“When I was a kid, I used to have these really bad night terrors,” says Riah. “They were so vivid that I’d wake up screaming, not sure what was real and what wasn’t.”
While those harrowing nightmares helped inspire Riah to become a songwriter, these days her career feels more like a dream come true. Just three years after releasing her debut single, the breakout star-in-the-making has already racked up nearly 50 million streams on Spotify, placed songs on hit television shows like Grey’s Anatomy, and performed for thousands at Coachella, all as a totally independent artist. Hailed by the New York Times for her “crisp songwriting” and praised by The Line of Best Fit as landing "somewhere between the Tove Lo, Broods, and Phoebe Ryan realm of atmospheric alternative pop,” Riah is a force to be reckoned with, the kind of mesmerizing vocalist whose sheer magnetism is matched only by her remarkable versatility. She writes with a piercing clarity and commands the stage as if she were born for the spotlight, but the truth is that it actually took a tremendous leap of faith to get the naturally introverted Riah near a microphone at all.
“I learned to play drums before I ever sang a note,” she explains. “Once I got serious about writing my own songs, though, it became difficult for me to imagine someone else singing them. I decided that if I wanted to share my heart in my music, I’d have to find the confidence and the passion to move to the front of the stage.”
That confidence and passion served Riah well in the studio, too. Recorded and written with longtime collaborator Chad Copelin (Sufjan Stevens, Ben Rector), her forthcoming debut EP is as honest as it is adventurous, mixing raw vulnerability with effortless swagger and bold, unpredictable arrangements. Lead single “Heartbreak Magic” is a minimalist pop masterpiece, one that’s equal parts haunting and playful in its delivery, while “Growing Up” boasts spellbinding vocals on top of a hypnotic groove designed to pull you straight out onto the dance floor.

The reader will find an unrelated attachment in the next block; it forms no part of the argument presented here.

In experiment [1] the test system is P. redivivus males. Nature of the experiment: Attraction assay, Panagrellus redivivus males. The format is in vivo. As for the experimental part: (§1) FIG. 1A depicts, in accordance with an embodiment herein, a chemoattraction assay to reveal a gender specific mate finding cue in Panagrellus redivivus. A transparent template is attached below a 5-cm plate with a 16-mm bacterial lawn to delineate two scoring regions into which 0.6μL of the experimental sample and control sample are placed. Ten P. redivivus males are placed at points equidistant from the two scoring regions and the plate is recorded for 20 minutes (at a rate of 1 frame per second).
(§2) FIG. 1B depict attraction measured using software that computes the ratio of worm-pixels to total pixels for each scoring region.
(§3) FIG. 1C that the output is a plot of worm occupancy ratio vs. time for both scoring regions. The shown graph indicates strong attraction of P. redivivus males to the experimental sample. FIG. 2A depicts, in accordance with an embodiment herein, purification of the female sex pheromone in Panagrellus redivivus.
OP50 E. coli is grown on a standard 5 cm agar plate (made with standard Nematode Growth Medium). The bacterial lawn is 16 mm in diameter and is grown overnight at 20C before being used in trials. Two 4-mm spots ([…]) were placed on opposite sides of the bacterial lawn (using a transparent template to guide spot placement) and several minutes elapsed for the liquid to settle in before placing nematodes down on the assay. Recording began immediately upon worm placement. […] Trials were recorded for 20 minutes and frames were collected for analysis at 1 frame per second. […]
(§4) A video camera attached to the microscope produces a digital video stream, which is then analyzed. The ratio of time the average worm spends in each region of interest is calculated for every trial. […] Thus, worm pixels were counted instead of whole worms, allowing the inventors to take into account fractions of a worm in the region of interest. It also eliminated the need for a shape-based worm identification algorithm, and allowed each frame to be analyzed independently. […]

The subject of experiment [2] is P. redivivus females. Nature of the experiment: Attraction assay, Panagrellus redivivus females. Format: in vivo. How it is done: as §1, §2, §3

“When I play these songs live, I want them to be as fun and funky and full as possible,” Riah says. “I want to bring people the kind of sounds and textures and experiences you can only get from having real instruments and a live band that’s living in the moment together onstage every night.”
In the end, that’s what it’s all about for Riah, chasing those singular moments when the artist and the audience are at once transported to another world, a world that blurs the lines between joy and sadness and ecstasy and heartbreak and fantasy and reality. Riah’s living in a dream these days, and she wants to take you there with her.